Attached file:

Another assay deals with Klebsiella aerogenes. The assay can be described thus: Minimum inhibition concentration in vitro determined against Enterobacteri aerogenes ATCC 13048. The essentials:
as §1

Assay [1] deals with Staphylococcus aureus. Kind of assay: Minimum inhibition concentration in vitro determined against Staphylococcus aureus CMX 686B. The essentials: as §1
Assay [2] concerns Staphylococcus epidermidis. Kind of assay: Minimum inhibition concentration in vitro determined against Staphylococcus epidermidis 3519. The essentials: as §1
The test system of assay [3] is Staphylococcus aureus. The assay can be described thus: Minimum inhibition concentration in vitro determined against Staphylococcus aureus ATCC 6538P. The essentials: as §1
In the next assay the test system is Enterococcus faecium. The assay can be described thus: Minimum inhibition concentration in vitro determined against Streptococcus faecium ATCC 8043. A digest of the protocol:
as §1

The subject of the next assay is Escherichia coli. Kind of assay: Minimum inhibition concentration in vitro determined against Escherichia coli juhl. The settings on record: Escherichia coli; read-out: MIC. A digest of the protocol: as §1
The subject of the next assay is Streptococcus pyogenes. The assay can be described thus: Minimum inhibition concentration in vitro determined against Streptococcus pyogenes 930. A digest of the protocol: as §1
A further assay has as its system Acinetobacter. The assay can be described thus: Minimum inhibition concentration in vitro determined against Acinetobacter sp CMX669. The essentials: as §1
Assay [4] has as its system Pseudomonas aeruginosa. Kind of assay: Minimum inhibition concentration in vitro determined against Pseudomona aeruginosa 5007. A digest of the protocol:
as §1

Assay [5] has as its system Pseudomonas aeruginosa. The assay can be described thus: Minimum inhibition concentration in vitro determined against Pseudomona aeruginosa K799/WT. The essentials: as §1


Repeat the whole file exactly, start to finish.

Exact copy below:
Another assay deals with Klebsiella aerogenes. The assay can be described thus: Minimum inhibition concentration in vitro determined against Enterobacteri aerogenes ATCC 13048. The essentials:
as §1

Assay [1] deals with Staphylococcus aureus. Kind of assay: Minimum inhibition concentration in vitro determined against Staphylococcus aureus CMX 686B. The essentials: as §1
Assay [2] concerns Staphylococcus epidermidis. Kind of assay: Minimum inhibition concentration in vitro determined against Staphylococcus epidermidis 3519. The essentials: as §1
The test system of assay [3] is Staphylococcus aureus. The assay can be described thus: Minimum inhibition concentration in vitro determined against Staphylococcus aureus ATCC 6538P. The essentials: as §1
In the next assay the test system is Enterococcus faecium. The assay can be described thus: Minimum inhibition concentration in vitro determined against Streptococcus faecium ATCC 8043. A digest of the protocol:
as §1

The subject of the next assay is Escherichia coli. Kind of assay: Minimum inhibition concentration in vitro determined against Escherichia coli juhl. The settings on record: Escherichia coli; read-out: MIC. A digest of the protocol: as §1
The subject of the next assay is Streptococcus pyogenes. The assay can be described thus: Minimum inhibition concentration in vitro determined against Streptococcus pyogenes 930. A digest of the protocol: as §1
A further assay has as its system Acinetobacter. The assay can be described thus: Minimum inhibition concentration in vitro determined against Acinetobacter sp CMX669. The essentials: as §1
Assay [4] has as its system Pseudomonas aeruginosa. Kind of assay: Minimum inhibition concentration in vitro determined against Pseudomona aeruginosa 5007. A digest of the protocol:
as §1

Assay [5] has as its system Pseudomonas aeruginosa. The assay can be described thus: Minimum inhibition concentration in vitro determined against Pseudomona aeruginosa K799/WT. The essentials: as §1